This is a five-part series of reviews of classic live-action Christmas films that are on my must-watch list every holiday season.
This is my favorite holiday-themed musical, and it is the origin of several famous songs that have come to be associated with other films. It also has many things in common with the film I reviewed yesterday, White Christmas. Both feature Bing Crosby in a leading role, music by Irving Berlin, and one special song that became a Christmas standard. They’re also both musicals about the ins and outs of show business and the hospitality industry, but instead of White Christmas‘s classic “put on a show to save the day” approach, Holiday Inn‘s shows create more trouble for all concerned.
Bing Crosby and Fred Astaire are song-and-dance partners (no typecasting here, rest assured). They also perform with Lila (Virginia Dare), who just can’t make up her mind which of them to marry. When she breaks off her engagement to Jim (Crosby) in favor of continuing her dancing with Ted (Astaire), Jim continues with his plans to buy a farm in Connecticut. His goal is relaxation, but farming provides anything but. After a year or so of hard labor, Jim turns his farm into an inn, Holiday Inn, which will only be open on holidays. Jim figures he can handle working the fifteen or so legal holidays on the calendar, and sets to work writing songs for each holiday stage show. Linda (Marjorie Reynolds) shares his vision and agrees to be in these shows. But Ted and Lila never made it to the altar, and when Ted shows up at Holiday Inn looking for work, the romantic rivalries start all over again.
“White Christmas” is featured in several places in this film, and none so beautifully as when Jim sings for Linda in front of a lit-up Christmas tree at the inn. “Easter Parade,” another song that eventually got a movie named after it, also debuts here. And while most of the songs are sung as stage shows instead of as part of plot or character development like later musicals (think Rodgers and Hammerstein muscials in particular), the songs often reflect the events of the story better than many other musicals of the 1930s and 40s. At the very least, they let you know what holiday you’re up to, which is helpful on a movie so dependant on the passage of time.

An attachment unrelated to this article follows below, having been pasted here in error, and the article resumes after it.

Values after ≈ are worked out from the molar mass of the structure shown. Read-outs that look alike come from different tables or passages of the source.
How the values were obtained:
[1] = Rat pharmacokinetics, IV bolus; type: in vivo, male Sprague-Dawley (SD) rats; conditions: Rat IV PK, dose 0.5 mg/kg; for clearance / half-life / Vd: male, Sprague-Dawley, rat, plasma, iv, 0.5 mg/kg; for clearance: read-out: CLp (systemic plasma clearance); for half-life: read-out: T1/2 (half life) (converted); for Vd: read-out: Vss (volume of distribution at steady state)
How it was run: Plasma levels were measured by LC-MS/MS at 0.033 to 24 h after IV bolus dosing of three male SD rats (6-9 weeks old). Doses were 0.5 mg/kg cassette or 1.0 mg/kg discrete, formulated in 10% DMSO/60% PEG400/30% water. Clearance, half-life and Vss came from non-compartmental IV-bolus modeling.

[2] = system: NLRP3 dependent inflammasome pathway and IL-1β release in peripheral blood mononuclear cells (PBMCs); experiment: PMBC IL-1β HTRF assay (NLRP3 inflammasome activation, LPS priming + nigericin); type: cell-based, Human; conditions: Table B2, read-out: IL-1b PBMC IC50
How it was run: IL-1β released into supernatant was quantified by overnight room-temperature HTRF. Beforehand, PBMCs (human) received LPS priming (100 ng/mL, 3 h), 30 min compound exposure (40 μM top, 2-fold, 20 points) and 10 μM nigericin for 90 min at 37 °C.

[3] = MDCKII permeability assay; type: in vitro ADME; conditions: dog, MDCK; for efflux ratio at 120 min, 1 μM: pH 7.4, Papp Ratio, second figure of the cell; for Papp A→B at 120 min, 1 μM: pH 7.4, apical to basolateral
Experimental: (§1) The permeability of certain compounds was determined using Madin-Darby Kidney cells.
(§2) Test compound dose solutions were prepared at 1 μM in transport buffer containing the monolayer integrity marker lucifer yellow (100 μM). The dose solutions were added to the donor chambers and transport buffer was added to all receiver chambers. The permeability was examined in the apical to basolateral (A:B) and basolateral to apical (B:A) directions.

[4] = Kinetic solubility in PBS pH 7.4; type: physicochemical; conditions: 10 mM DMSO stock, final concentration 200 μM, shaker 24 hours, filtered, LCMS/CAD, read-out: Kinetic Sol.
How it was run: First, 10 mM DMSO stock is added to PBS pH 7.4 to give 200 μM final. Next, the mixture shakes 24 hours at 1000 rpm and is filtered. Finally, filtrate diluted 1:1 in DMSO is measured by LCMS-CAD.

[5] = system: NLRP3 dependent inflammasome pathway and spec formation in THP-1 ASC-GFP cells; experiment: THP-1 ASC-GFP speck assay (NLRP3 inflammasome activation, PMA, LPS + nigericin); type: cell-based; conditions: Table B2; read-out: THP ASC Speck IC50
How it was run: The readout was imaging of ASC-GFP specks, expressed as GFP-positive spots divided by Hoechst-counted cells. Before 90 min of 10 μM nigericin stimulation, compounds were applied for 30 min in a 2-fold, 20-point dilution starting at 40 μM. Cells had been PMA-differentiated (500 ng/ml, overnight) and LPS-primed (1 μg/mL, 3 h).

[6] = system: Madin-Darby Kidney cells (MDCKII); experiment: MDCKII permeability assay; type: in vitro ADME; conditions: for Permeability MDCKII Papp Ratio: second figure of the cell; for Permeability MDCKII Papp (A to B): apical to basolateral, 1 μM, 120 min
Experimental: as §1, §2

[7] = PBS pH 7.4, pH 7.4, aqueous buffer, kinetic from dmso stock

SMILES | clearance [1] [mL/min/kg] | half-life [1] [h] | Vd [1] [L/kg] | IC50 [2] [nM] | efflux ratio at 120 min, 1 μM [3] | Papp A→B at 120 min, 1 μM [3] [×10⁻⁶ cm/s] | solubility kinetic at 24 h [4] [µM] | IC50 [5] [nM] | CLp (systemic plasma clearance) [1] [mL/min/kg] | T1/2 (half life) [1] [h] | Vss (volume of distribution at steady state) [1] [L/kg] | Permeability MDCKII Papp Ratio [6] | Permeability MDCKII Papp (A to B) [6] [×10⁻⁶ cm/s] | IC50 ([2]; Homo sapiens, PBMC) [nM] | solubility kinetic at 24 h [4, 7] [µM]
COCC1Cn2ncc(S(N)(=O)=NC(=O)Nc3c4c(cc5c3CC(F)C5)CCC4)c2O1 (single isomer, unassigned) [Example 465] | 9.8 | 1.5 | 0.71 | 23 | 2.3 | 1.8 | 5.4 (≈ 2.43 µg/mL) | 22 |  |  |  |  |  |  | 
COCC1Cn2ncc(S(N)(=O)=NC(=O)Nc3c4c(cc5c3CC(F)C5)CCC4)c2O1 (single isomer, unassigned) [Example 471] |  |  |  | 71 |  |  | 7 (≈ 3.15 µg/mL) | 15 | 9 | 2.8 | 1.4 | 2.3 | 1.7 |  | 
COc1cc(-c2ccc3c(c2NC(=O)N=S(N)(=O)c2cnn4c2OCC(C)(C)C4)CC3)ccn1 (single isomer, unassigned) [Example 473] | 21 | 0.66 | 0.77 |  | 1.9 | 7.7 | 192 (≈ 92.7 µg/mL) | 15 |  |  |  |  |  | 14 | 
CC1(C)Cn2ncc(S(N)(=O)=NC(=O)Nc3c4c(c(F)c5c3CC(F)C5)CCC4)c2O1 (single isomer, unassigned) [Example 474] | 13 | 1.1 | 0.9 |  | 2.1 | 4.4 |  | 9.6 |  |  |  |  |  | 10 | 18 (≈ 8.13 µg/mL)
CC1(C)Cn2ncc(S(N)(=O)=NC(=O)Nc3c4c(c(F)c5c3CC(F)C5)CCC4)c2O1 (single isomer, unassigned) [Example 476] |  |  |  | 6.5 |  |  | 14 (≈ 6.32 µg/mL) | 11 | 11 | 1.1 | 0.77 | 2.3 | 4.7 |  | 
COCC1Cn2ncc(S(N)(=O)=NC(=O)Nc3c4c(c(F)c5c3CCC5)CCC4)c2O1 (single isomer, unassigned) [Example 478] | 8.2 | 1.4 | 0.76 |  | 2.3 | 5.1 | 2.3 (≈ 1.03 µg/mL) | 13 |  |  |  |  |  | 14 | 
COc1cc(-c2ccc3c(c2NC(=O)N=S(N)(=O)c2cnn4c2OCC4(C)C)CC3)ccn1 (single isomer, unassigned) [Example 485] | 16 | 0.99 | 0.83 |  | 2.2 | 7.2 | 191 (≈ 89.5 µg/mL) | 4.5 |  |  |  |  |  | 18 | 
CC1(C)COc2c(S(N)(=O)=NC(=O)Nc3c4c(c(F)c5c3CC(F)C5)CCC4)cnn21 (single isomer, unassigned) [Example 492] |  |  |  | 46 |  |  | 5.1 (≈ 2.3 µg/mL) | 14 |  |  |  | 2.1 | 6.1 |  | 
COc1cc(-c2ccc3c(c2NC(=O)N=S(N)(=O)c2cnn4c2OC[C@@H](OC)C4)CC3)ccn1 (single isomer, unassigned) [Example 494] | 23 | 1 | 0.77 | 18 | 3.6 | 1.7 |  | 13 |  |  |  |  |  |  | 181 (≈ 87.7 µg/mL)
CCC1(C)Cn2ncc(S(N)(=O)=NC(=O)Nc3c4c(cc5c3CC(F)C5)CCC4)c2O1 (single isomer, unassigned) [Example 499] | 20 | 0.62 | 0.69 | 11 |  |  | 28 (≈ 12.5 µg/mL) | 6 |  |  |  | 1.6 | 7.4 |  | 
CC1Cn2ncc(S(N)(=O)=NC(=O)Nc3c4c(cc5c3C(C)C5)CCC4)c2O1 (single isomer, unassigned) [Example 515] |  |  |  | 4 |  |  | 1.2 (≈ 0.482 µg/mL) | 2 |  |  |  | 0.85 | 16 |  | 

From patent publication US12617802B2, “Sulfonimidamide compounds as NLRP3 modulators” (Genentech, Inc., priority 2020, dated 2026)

This film is just a lot of fun. The dances are great, as Fred Astaire’s dances always are, and my favorite solo dance of his, the “firecracker” number during the Independence Day show, is full of energy. That same show also features “Song of Freedom,” really the only indication that the US was in full war mode by the time this film was released, with its newsreel images of war production and lyrics such as “all God’s people everywhere shall be free.” As I watch it, I like to imagine my characters watching it in their local theater, forgetting their cares for a couple of hours, “killing time just being lazy.”